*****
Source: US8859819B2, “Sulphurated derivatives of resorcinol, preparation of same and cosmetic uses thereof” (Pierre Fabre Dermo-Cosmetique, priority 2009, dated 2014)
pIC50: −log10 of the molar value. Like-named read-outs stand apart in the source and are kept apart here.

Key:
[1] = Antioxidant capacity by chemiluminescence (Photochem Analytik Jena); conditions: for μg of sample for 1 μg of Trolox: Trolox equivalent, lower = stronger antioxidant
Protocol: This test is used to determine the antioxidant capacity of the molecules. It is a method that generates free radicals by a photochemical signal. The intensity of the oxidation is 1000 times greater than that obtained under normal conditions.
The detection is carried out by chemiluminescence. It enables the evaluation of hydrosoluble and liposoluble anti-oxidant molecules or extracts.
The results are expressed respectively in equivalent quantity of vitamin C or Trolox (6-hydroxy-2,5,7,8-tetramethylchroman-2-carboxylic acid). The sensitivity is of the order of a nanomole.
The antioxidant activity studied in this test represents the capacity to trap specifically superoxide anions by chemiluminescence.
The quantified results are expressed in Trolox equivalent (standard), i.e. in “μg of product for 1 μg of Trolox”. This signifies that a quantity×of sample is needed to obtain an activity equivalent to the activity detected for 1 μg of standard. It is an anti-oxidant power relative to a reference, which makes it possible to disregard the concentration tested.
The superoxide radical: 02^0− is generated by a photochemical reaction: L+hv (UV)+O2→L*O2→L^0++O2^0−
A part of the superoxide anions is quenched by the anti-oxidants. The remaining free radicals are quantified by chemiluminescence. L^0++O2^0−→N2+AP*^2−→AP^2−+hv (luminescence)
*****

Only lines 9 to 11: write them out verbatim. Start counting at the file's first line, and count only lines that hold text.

The quantified results are expressed in Trolox equivalent (standard), i.e. in “μg of product for 1 μg of Trolox”. This signifies that a quantity×of sample is needed to obtain an activity equivalent to the activity detected for 1 μg of standard. It is an anti-oxidant power relative to a reference, which makes it possible to disregard the concentration tested.
The superoxide radical: 02^0− is generated by a photochemical reaction: L+hv (UV)+O2→L*O2→L^0++O2^0−
A part of the superoxide anions is quenched by the anti-oxidants. The remaining free radicals are quantified by chemiluminescence. L^0++O2^0−→N2+AP*^2−→AP^2−+hv (luminescence)